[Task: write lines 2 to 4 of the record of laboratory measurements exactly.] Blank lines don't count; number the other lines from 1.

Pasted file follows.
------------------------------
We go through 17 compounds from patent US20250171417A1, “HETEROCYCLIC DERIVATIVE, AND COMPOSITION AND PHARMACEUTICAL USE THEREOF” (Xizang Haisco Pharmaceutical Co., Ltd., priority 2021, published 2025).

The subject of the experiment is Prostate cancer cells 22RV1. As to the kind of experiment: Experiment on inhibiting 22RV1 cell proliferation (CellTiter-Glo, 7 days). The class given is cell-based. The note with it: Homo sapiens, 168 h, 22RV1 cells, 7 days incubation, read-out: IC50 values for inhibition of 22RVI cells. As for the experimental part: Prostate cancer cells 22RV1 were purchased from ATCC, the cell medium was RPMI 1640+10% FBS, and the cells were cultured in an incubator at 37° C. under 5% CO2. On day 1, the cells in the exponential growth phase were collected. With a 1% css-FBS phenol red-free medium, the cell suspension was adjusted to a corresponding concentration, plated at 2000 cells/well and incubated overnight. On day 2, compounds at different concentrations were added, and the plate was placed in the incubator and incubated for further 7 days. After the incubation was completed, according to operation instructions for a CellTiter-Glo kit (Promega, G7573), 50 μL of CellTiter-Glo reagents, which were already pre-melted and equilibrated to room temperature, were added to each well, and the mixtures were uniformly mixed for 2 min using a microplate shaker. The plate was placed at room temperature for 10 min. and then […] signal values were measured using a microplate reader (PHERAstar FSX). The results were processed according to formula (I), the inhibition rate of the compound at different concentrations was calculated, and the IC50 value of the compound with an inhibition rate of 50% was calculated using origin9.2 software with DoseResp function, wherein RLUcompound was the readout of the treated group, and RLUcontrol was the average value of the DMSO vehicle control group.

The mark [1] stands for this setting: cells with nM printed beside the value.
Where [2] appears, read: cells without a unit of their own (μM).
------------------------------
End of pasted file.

The subject of the experiment is Prostate cancer cells 22RV1. As to the kind of experiment: Experiment on inhibiting 22RV1 cell proliferation (CellTiter-Glo, 7 days). The class given is cell-based. The note with it: Homo sapiens, 168 h, 22RV1 cells, 7 days incubation, read-out: IC50 values for inhibition of 22RVI cells. As for the experimental part: Prostate cancer cells 22RV1 were purchased from ATCC, the cell medium was RPMI 1640+10% FBS, and the cells were cultured in an incubator at 37° C. under 5% CO2. On day 1, the cells in the exponential growth phase were collected. With a 1% css-FBS phenol red-free medium, the cell suspension was adjusted to a corresponding concentration, plated at 2000 cells/well and incubated overnight. On day 2, compounds at different concentrations were added, and the plate was placed in the incubator and incubated for further 7 days. After the incubation was completed, according to operation instructions for a CellTiter-Glo kit (Promega, G7573), 50 μL of CellTiter-Glo reagents, which were already pre-melted and equilibrated to room temperature, were added to each well, and the mixtures were uniformly mixed for 2 min using a microplate shaker. The plate was placed at room temperature for 10 min. and then […] signal values were measured using a microplate reader (PHERAstar FSX). The results were processed according to formula (I), the inhibition rate of the compound at different concentrations was calculated, and the IC50 value of the compound with an inhibition rate of 50% was calculated using origin9.2 software with DoseResp function, wherein RLUcompound was the readout of the treated group, and RLUcontrol was the average value of the DMSO vehicle control group.

The mark [1] stands for this setting: cells with nM printed beside the value.
Where [2] appears, read: cells without a unit of their own (μM).